Railways
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In this article, Shreya Mazumdar pursuing Diploma in Entrepreneurship Administration and Business Laws from NUJS, Kolkata discusses the deficiency of service in the railways sector in India.

Introduction

There are a variety of situations where the consumers are taken for granted and they are expected to deal with the unsatisfactory services. The Government of India has brought in various statutes in order to protect the customers from such harassment and fraud. Consumer Protection Act is one of them that protects the consumers from deficiency.

Services under the Consumer Protection Act

The Act has defined the term “services” which includes the facilities that is in connection with banking, financing, insurance, transport, processing, supply of electrical or other energy, board or loading or both, housing construction, entertainment, amusement or the purveying of news or other information and does not include services free of charges or under a contract of personal service.

There a list of eleven sectors where this Act applies when it comes to services that are supposed to be provided and breach of such services in such areas lead to sanctions under the Act. Services under Consumer Protection Act takes into consideration a regular commercial transaction. There is no difference if a statutory corporation provided a deficient service, it can be made liable under the Act.

Deficiency of services

“Deficiency of services” is one of the aspects where any fault, imperfection, shortcoming or inadequacy in the quality, nature and manner of performance that is supposed to be maintained by or under any law for the time being in force. This also includes a contract that has to be undertaken to be performed by a person in pursuance of a contract or something that is in relation to any services.

Deficiency of service in the Railways in India

Railway Department of India is one of the largest public sector undertakings in India. It is a major means of commutation for most of us either for work or pleasure. Railway Departments is also regulated by various parliamentary statutes. Although the inefficiency of the railways is on the rise. Trains are unfathomably late, passenger holding a reserved ticket does not get the assigned seat; long-distance trains do not have the basic services like water in the washroom, poor electricity due to lack of maintenance and uncared berths. There have been incidents where the passengers have lost lives due to the dilapidated situation of the railways. There is a case where the petitioner boarded the train and the compartment in which he was travelling with his wife has a gruesome state where shape-fans did not work, shutters of the window did not work, the resin of the upper berth was badly torn and there were rusty nails which caused some injury to petitioner’s wife. The petitioner made a complaint to the railway department. It was held that the complaint constituted ‘deficiency in service’. The petitioner was awarded a compensation of Rs. 1500.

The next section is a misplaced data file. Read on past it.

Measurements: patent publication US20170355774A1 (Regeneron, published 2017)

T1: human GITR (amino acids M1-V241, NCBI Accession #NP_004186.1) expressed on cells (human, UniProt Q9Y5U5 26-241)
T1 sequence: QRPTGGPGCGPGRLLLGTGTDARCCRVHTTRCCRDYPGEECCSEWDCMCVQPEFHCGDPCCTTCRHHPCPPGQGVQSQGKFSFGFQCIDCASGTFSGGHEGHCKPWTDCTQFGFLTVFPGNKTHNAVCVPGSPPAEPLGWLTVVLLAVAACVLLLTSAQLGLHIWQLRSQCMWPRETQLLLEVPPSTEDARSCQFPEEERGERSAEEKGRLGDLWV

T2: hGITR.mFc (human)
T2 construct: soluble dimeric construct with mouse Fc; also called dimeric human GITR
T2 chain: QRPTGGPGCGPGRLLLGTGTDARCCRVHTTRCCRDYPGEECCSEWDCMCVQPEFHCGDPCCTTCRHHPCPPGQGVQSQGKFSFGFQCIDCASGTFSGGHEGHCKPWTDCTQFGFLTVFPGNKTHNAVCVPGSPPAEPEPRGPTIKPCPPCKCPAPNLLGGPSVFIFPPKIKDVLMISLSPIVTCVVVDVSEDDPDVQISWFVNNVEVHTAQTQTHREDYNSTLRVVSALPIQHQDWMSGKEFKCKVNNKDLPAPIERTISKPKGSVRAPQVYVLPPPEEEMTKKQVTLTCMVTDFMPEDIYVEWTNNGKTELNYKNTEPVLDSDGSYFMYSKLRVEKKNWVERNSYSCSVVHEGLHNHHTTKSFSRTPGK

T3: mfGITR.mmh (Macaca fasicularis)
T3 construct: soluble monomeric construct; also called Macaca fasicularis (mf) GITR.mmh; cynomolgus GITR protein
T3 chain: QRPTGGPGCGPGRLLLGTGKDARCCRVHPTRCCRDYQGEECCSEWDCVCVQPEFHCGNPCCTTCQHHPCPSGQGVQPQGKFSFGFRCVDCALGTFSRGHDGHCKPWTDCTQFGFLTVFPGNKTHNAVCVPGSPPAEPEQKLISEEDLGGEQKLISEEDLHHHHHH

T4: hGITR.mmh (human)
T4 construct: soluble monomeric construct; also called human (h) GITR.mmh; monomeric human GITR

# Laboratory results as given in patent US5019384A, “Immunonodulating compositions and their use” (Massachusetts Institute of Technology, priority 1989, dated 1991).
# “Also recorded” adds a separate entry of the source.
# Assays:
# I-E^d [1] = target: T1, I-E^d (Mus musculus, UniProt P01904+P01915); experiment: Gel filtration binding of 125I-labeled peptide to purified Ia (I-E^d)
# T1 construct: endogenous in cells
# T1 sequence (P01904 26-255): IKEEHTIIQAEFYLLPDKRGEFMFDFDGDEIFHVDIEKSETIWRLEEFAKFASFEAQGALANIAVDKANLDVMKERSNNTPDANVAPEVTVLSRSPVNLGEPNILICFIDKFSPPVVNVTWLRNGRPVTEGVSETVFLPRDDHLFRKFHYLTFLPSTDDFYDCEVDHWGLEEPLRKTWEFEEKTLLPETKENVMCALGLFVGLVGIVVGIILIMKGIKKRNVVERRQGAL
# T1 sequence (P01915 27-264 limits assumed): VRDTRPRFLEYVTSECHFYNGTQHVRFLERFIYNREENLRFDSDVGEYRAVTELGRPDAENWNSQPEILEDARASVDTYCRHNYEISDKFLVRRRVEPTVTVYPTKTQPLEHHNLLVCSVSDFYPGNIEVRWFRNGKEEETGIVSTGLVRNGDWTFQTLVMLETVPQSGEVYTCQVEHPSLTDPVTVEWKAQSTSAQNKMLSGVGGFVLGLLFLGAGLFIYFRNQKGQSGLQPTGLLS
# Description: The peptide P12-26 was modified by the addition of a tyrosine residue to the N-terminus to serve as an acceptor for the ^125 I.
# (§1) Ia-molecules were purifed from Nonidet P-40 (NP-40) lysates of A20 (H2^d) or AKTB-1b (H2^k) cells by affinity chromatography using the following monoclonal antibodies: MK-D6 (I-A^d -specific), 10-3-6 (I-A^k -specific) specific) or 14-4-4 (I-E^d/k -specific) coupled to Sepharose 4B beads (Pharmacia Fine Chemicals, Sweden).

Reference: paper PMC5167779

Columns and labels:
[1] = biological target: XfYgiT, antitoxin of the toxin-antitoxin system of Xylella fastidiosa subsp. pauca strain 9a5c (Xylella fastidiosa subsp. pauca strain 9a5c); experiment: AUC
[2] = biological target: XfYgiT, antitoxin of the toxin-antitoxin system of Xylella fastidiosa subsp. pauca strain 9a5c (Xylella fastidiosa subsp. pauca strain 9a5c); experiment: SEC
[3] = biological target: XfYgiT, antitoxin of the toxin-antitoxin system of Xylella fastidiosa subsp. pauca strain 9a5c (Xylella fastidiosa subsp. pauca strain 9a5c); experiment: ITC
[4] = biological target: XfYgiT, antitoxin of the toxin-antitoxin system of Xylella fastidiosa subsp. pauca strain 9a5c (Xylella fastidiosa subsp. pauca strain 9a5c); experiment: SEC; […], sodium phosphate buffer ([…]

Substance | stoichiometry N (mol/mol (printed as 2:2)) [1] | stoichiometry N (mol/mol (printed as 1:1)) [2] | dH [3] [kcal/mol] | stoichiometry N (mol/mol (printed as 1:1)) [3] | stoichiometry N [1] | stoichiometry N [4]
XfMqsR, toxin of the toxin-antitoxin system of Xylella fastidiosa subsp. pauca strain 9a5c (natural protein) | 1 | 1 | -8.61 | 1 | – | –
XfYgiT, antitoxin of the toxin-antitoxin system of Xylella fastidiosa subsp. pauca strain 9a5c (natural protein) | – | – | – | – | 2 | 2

The other and more tragic case was of Kabita Hansari where the 21-year-old was travelling in Indian Railways from Delhi to Guwahati. The toilet in her coach has no water so she decided to use the toilet in the next coach. The interconnecting vestibule that she has passed through did not have a side grill for protection and as she walked on it, the train gave a jerk and she fell right on the railway track below and got crushed under the train. A compensation of Rs. 2,25,000/- was awarded to the family member of the deceased.

Although the railway department enjoys its monopoly in this situation how negligent can it be? Even though we have various statutes in the favour to protect the consumers and railway passengers but where does the jurisdiction to decide on such cases lie?

Jurisdiction of complaints

There is a conflicting issue where the decision to decide on the jurisdiction with regards to accidents relating to deficiency of services or negligence on the part of railways is complicated to decide. If the death is caused by negligence on the part of the railways which court the complainant can approach as the Railway Act provides a special jurisdiction for such cases although a passenger can be called as the consumer, who attains the services from the railways and a breach on those services will land such cases to Consumer Tribunal.

Deficiency of services involves a lot of aspects which relates to services like banking, financing, insurance, transport, processing, the supply of electrical or other energy, board or loading or both, housing construction, entertainment, amusement or the purveying of news or other information. 

Railway Claims Tribunal